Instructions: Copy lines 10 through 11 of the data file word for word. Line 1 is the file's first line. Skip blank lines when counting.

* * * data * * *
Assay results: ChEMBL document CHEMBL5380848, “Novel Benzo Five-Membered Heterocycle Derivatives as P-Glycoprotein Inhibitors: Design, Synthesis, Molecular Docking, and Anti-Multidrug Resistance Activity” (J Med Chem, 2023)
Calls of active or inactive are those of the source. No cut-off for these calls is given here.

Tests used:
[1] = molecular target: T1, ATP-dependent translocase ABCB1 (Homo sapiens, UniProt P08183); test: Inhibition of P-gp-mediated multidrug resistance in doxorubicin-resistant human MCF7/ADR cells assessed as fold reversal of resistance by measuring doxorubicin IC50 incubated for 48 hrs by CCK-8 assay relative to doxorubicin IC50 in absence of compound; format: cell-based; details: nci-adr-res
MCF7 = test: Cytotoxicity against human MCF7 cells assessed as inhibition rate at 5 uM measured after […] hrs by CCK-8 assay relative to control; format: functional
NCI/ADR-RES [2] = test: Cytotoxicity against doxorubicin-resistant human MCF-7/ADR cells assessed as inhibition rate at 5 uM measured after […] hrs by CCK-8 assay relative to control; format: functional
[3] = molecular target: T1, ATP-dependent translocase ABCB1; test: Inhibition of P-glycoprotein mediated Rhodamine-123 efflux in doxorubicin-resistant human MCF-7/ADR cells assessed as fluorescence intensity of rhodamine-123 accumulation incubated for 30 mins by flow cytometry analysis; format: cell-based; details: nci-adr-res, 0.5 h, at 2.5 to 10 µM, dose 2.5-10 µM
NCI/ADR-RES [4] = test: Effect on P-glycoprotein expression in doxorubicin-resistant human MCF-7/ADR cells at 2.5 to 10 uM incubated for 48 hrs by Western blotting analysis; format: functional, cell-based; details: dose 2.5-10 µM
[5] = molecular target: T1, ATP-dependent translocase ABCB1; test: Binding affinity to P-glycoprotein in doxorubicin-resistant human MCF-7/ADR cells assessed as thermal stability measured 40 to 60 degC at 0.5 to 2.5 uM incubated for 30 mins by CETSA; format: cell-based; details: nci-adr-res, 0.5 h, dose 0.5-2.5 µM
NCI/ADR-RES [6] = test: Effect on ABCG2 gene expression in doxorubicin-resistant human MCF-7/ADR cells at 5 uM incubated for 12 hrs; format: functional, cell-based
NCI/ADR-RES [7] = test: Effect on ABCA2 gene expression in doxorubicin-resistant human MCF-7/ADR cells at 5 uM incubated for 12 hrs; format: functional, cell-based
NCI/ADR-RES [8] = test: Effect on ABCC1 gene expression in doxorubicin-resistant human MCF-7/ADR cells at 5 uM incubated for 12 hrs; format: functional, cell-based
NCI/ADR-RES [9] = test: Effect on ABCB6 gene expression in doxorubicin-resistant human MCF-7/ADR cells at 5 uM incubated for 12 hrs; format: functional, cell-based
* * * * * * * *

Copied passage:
NCI/ADR-RES [6] = test: Effect on ABCG2 gene expression in doxorubicin-resistant human MCF-7/ADR cells at 5 uM incubated for 12 hrs; format: functional, cell-based
NCI/ADR-RES [7] = test: Effect on ABCA2 gene expression in doxorubicin-resistant human MCF-7/ADR cells at 5 uM incubated for 12 hrs; format: functional, cell-based